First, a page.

“There’s a lot of work to be done,” said Jimmy Spithill, U.S. SailGP Team’s Driver and CEO, after a less than stellar first day of SailGP’s Season 4 opener at the Rolex United States Sail Grand Prix | Chicago at Navy Pier.

The team currently sits in ninth place after the first three races, which Spithill attributes to a combination of mechanical issues, and a lack of consistent execution. “It was a really difficult day for us,” he said. “The first race we had a great start and were up there fighting it out and then just couldn’t pull off the first gybe. That coupled with another bad maneuver, landed us in the back of the fleet.”

Rolex United States Sail Grand Prix | Chicago at Navy Pier | Season 4 | United States | Racing

In race two, halfway through the race the American F50 had a port-side board malfunction, and the team needed to sail in displacement mode (non-foiling) while it sorted the issue out. “That pretty much ended that race for us,” Spithill said.

“Ironically in the third race, when we got the worst start we had our best finish (sixth place), which just goes to show you there are opportunities out there,” Spithill said. “The Australians showed us that as well, when they missed the start and were able to come back into mid fleet.”

The 10-strong fleet put on a great show for the crowds that lined the southeast end of Navy Pier. Today’s northerly wind direction provided the perfect race course and finish line to showcase SailGP’s close-to-shore action, as the fans could nearly feel the spray of the F50s as they finished just feet away from the grandstands.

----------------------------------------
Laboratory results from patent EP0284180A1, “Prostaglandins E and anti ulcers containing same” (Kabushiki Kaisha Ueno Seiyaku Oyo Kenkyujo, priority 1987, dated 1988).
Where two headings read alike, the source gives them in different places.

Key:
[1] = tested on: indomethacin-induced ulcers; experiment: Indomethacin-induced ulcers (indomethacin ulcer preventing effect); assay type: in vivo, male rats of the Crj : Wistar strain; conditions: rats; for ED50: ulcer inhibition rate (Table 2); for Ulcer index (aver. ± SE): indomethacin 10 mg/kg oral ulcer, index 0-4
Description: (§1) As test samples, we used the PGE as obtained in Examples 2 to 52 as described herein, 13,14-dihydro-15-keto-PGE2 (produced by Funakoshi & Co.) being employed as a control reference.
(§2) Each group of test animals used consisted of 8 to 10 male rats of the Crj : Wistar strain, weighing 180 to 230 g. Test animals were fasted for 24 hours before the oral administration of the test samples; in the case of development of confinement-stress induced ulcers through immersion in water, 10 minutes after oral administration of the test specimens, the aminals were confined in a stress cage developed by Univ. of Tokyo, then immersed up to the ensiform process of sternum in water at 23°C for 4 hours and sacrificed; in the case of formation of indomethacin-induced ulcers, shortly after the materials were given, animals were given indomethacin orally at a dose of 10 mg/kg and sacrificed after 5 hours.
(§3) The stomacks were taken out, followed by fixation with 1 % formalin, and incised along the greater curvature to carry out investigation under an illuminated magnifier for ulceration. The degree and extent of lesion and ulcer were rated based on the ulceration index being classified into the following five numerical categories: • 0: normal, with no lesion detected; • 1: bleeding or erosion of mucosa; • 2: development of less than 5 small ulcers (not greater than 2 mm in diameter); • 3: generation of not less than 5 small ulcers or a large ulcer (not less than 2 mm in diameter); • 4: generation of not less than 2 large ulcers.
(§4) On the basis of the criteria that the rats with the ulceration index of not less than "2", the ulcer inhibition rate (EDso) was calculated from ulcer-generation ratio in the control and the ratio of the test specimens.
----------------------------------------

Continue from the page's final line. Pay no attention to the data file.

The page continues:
Rolex United States Sail Grand Prix | Chicago at Navy Pier | Season 4 | United States | Racing

Last year’s Chicago event winner, Australia SailGP Team, claimed the early lead and Tom Slingsby, Driver and CEO, thoroughly enjoyed the day. “It was beautiful today. The wind was blowing perfectly in line with the shore. It is an exciting start line where you have to decide if you start from inside or outside. I loved the race track.”

Chicago, which is infamous for its quickly-changing weather, will likely play Jekyll and Hyde as forecasters expect a completely different day for Saturday’s racing. In contrast to today’s winds in the mid-teen, light-air conditions are predicted for tomorrow, and Spithill anticipates the league will make the call to utilize the largest, 29-meter wingsail (95 feet).

He hopes that works in the team’s favor. “We plan to come out swinging. It’s going to be an entirely different game out there tomorrow.”

While premium tickets have sold out, limited General Access tickets are still available at SailGP.com/Chicago for the final day of racing. Racing begins at 4 p.m. in which three races are planned – two fleet races and the final podium race to determine the event winners.

Racing will be broadcast live on SailGP’s YouTube channel, and also on tape delay on CBS Sports.